The Ship of Silly Walks (by first mate Arthur Petrie)

Aboard the good ship Tres Hombres, many fledgling sailors learn to walk the ship as she rolls, pitches
and flies over the water.

Learning to walk again takes time and is a great source of entertainment for both
the new sailors and the seasoned crew. Here I want to describe some of the different techniques available for getting from helm to galley or bunk to heads in a rolling sea.

– The Galloping Crab –

Begins by keeping a low centre of gravity with a wide sumo wrestler stance. Progress is made by
remaining firmly grounded when the ship rolls, then moving in a series of sideways gallops when the ship pauses.

– The Newborn Faun –

Like a baby deer taking its first steps. Instead of finding good places to plant their feet the strategy is to divide the journey into as many tiny steps as possible, occasionally freezing in place when balance wavers.
It is not uncommon for the Faun’s legs to become crossed. The best way to remedy this is to make a quick, two legged leap, uncross the legs, then continue.

– The Pinball –

The Pinball uses a series of controlled bounces and crashes to navigate the deck. Generally looking for the softest (or, more realistically, least painful) things to crash into whilst zig-zagging from waypoint to waypoint down the deck.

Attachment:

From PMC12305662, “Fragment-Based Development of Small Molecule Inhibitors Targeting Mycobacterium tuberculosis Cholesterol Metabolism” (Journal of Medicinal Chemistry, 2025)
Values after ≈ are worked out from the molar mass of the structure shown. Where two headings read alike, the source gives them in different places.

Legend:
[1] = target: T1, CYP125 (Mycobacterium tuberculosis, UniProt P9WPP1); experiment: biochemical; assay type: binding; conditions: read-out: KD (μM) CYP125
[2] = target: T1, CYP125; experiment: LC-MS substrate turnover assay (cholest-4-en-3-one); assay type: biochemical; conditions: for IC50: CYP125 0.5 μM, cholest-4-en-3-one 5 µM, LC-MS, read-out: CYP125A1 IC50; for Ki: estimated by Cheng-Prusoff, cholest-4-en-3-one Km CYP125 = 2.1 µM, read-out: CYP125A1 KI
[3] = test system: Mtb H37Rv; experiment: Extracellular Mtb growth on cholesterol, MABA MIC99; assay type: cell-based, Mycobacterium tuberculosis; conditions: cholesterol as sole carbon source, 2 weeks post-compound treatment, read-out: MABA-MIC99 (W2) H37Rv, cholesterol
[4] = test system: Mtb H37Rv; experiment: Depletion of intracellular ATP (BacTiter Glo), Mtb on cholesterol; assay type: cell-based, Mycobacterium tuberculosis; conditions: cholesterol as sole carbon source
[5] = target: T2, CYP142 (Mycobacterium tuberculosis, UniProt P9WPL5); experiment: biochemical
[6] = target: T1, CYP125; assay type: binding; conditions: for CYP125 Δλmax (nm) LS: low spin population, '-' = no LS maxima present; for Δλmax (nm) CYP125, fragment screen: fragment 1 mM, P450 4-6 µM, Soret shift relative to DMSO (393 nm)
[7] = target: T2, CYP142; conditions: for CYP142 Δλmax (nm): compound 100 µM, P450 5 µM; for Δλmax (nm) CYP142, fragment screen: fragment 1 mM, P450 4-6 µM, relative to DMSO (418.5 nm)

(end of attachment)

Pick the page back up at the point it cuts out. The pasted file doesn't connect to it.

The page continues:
– The Orangutan –

This ape relies on its strong arms to pull itself along the deck. Through a series of handholds (preferably above head height), the Orangutan swings their way down the ship.
They usually see legs as an inconvenient drag on the rest of their body.

– The Chiropractor –

The Chiropractor keeps their legs perpendicular to the deck while using their spine to make all the
required adjustments to balance. This often requires bending at the waist to very uncomfortable angles in order to stay technically upright.

– The Pitstop (aka The Sitter) –

Similar to the Pinball, though instead of looking to bounce, the Pitstop looks to sit. The Sitter scuttles
rapidly from waypoint to waypoint and strategically collapses before the balance is lost.

– The Water Baby –

Only seen in heavy weather when there is a lot of water on deck. If a trainee is subjected to these
conditions early they often give up on attempting to remain upright at all. Once they are fully saturated they have accepted their fate and simply crawl and swim to their destination.

– The Salty Sailor –

A state only reached after a life at sea (or maybe a Tres Hombres round trip). The Salty Sailor has
obtained a sense of oneness with the sea. As they stroll casually down the deck their whole body stays perfectly upright against the horizon, while the ship merely moves around them.
To the newborn sailor, this looks almost miraculous like physics is somehow being cheated or ignored. Many sailors never reach this level, though all should aspire to.

 

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